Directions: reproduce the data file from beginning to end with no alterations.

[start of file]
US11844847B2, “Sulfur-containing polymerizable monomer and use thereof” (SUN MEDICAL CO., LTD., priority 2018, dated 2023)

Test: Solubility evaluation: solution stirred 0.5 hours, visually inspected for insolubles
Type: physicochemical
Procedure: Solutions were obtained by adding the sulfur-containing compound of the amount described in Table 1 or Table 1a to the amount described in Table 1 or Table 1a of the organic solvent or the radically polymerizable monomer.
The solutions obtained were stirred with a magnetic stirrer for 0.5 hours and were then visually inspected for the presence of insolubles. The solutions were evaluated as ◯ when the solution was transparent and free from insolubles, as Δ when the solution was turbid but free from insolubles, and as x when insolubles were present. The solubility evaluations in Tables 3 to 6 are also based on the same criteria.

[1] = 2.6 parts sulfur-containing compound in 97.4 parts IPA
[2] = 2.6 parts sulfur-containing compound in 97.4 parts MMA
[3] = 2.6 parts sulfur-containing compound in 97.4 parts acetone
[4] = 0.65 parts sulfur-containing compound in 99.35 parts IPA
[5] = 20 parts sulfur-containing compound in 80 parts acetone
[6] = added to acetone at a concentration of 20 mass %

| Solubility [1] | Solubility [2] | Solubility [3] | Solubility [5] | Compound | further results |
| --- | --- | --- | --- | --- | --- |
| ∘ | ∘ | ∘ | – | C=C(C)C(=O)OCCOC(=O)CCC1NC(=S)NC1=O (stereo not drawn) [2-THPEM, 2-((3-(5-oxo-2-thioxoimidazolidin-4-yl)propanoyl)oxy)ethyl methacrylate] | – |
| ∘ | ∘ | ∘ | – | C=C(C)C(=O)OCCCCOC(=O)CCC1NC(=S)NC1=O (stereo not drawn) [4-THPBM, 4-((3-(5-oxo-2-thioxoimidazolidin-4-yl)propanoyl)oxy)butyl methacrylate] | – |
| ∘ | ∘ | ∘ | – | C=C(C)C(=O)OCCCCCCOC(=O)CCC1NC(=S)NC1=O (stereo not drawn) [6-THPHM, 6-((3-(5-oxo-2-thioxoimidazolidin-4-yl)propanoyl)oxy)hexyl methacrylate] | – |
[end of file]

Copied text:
US11844847B2, “Sulfur-containing polymerizable monomer and use thereof” (SUN MEDICAL CO., LTD., priority 2018, dated 2023)

Test: Solubility evaluation: solution stirred 0.5 hours, visually inspected for insolubles
Type: physicochemical
Procedure: Solutions were obtained by adding the sulfur-containing compound of the amount described in Table 1 or Table 1a to the amount described in Table 1 or Table 1a of the organic solvent or the radically polymerizable monomer.
The solutions obtained were stirred with a magnetic stirrer for 0.5 hours and were then visually inspected for the presence of insolubles. The solutions were evaluated as ◯ when the solution was transparent and free from insolubles, as Δ when the solution was turbid but free from insolubles, and as x when insolubles were present. The solubility evaluations in Tables 3 to 6 are also based on the same criteria.

[1] = 2.6 parts sulfur-containing compound in 97.4 parts IPA
[2] = 2.6 parts sulfur-containing compound in 97.4 parts MMA
[3] = 2.6 parts sulfur-containing compound in 97.4 parts acetone
[4] = 0.65 parts sulfur-containing compound in 99.35 parts IPA
[5] = 20 parts sulfur-containing compound in 80 parts acetone
[6] = added to acetone at a concentration of 20 mass %

| Solubility [1] | Solubility [2] | Solubility [3] | Solubility [5] | Compound | further results |
| --- | --- | --- | --- | --- | --- |
| ∘ | ∘ | ∘ | – | C=C(C)C(=O)OCCOC(=O)CCC1NC(=S)NC1=O (stereo not drawn) [2-THPEM, 2-((3-(5-oxo-2-thioxoimidazolidin-4-yl)propanoyl)oxy)ethyl methacrylate] | – |
| ∘ | ∘ | ∘ | – | C=C(C)C(=O)OCCCCOC(=O)CCC1NC(=S)NC1=O (stereo not drawn) [4-THPBM, 4-((3-(5-oxo-2-thioxoimidazolidin-4-yl)propanoyl)oxy)butyl methacrylate] | – |
| ∘ | ∘ | ∘ | – | C=C(C)C(=O)OCCCCCCOC(=O)CCC1NC(=S)NC1=O (stereo not drawn) [6-THPHM, 6-((3-(5-oxo-2-thioxoimidazolidin-4-yl)propanoyl)oxy)hexyl methacrylate] | – |